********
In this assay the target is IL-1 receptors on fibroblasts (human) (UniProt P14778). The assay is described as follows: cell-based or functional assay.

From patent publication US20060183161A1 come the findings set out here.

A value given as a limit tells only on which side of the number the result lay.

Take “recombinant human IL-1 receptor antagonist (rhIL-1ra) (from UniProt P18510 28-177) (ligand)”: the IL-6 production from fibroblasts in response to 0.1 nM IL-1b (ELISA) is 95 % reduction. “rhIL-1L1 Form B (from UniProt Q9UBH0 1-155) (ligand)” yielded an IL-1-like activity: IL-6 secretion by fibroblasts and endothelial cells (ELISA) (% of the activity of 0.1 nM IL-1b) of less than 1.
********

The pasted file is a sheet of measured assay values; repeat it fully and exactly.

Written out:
In this assay the target is IL-1 receptors on fibroblasts (human) (UniProt P14778). The assay is described as follows: cell-based or functional assay.

From patent publication US20060183161A1 come the findings set out here.

A value given as a limit tells only on which side of the number the result lay.

Take “recombinant human IL-1 receptor antagonist (rhIL-1ra) (from UniProt P18510 28-177) (ligand)”: the IL-6 production from fibroblasts in response to 0.1 nM IL-1b (ELISA) is 95 % reduction. “rhIL-1L1 Form B (from UniProt Q9UBH0 1-155) (ligand)” yielded an IL-1-like activity: IL-6 secretion by fibroblasts and endothelial cells (ELISA) (% of the activity of 0.1 nM IL-1b) of less than 1.